Help! Lamb with milk in its lungs

Discussion in 'Other Pets & Livestock' started by chickenslave2, Jul 24, 2016.

  1. chickenslave2

    chickenslave2 Out Of The Brooder

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    Apr 14, 2016
    I was feeding my new lamb about half an hour ago and he was fine when he finished drinking but then he started coughing and sneezing softly. His breathing sounds like there should be milk in it but I put a stethascope to his chest and he seems clear. He coughed up a little bit of milk a while ago but I'm worried. A few of my past lambs died from unknown causes and I don't want to lose another.

    He's lively and running around but he doesn't seem right.

    Please help!
     
  2. cassie

    cassie Overrun With Chickens

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    If he does indeed have milk in his lungs there isn't a whole lot you can do about it. First of all, is the hole in the nipple too large and he is getting milk faster than he can swallow it? Has he been vaccinated for entertoxemia? You said you lost some bottle lambs from unknown causes, and entero could be the cause. It can kill very quickly. If you haven't yet vaccinated your lamb do so ASAP. You can get a vial of CD/T from the livestock supply. If I were you, I would get some clostridium perfingens antitoxin, too. The antitoxin gives immediate protection but it is short term.The toxoid gives long term protection but it takes about 10 days before it becomes effective. I would give the antitoxin immediately, and then the toxoid in a couple days but you might want to check on that.If he were my lamb and he seemed off, I would put him on a course of penicillin. If there is milk on the lungs it would help by preventing an infection, and if he is working on a case of regular pneumonia it would help in that case, too.
     
  3. chickenslave2

    chickenslave2 Out Of The Brooder

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    No, he hasn't had any vaccines because he's so young and very weak, but he's beter this morning and I've got a mate for him now. Thanks for the advice!
     
  4. cassie

    cassie Overrun With Chickens

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    I don't know what you mean by saying he is too young. I used to vaccinate my baby goats with CD/T the day they were born and then every three weeks until after weaning. My vet told me to do that because entero was so common where I lived and baby goats (and I assume baby lambs) are very susceptible to it. Very often the only indication that the kid had entero was finding it dead in the pen. If you cut it open you would find the tell tale purple striations on the intestines.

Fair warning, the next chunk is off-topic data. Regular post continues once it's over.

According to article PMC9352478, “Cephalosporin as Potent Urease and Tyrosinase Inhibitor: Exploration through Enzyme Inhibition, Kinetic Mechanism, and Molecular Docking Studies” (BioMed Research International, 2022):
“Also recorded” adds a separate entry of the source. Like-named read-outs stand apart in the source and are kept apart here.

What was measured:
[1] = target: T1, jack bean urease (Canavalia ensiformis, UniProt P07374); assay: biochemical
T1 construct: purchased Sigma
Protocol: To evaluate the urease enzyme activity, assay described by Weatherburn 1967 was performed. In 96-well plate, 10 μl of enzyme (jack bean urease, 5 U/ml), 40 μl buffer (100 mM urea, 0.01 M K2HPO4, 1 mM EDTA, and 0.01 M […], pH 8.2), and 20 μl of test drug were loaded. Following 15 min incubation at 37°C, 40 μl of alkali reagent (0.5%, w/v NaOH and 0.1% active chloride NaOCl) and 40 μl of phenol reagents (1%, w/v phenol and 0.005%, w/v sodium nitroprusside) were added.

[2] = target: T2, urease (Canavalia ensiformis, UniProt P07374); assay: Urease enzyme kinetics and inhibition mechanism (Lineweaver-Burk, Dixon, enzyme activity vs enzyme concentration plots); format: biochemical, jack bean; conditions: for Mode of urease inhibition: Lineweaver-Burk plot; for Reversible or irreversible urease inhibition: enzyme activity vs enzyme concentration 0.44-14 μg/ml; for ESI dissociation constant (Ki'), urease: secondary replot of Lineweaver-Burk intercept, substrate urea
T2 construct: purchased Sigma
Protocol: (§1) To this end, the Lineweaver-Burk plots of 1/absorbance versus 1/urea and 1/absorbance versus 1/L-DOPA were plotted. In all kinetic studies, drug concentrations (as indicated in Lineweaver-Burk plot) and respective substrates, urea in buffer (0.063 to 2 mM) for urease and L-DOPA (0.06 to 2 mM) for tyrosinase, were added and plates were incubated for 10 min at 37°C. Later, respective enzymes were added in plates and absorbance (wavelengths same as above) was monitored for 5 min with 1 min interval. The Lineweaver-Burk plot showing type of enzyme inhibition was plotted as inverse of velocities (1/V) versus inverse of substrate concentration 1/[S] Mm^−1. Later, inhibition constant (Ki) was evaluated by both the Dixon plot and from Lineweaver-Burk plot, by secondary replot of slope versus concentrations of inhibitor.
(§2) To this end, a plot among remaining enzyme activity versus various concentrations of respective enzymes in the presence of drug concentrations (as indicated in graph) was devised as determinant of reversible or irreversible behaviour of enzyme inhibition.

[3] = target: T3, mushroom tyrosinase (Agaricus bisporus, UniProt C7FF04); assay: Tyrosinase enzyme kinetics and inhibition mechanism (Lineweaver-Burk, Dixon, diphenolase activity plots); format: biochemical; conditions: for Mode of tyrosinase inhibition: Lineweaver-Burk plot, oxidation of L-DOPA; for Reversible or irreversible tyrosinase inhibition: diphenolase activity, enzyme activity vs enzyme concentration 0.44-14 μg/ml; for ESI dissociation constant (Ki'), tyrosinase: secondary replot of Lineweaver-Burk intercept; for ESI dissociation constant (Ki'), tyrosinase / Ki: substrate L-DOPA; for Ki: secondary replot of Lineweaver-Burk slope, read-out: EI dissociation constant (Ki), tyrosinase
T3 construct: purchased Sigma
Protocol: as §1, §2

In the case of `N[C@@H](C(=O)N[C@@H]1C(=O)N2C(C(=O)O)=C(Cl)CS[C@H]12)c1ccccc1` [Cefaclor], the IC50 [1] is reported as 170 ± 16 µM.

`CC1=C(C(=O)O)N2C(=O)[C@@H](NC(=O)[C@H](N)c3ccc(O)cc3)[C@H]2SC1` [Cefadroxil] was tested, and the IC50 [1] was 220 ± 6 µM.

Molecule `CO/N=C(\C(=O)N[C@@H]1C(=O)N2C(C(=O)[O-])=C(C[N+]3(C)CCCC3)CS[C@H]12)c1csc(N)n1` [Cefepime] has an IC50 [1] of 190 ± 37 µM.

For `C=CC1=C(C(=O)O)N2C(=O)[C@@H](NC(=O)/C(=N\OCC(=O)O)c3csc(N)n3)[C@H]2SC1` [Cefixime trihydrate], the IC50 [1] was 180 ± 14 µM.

5. chickenslave2

    chickenslave2 Out Of The Brooder

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    I'll see to having him vaccinated. When I came home he was snuffling really loudly and he isn't very active. I'm getting worried again. I hope he makes it through the night.
     
  6. honeyb711

    honeyb711 Out Of The Brooder

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    It sounds like a trip to a vet wouldnt hurt. Given i know nothing about lambs, except that they are VERY cute [​IMG] That is what i would do if i had a sick baby though & limited knowledge. Things get worse far to fast with little ones.

    Now you have 2? I would get them both checked out & take whatever measurements are needed regarding vaccines etc. Goodluck.
     
  7. honeyb711

    honeyb711 Out Of The Brooder

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    QLD Australia
    [​IMG]
    [​IMG]

    The precious babies i got to spend some time with today [​IMG][​IMG]
     
  8. chickenslave2

    chickenslave2 Out Of The Brooder

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    Apr 14, 2016
    Quote: They're so cute :)

    I haven't been able to get a vet appointment at the moment. I had heard of people tipping kangaroos up so they were facing the ground with their tail in the air and their head facing the ground to clear the milk out of their lungs, so I wondered whether it would work in this case.

    I tried it and immediatley afterwards my lamb which had milk in its lungs looked around him and began to wander. He had only been sitting and trying to sleep. He's so much better now, I was worried he wouldn't make it through the night but he did. I don't know whether it was because I had tipped him foward or not.
     

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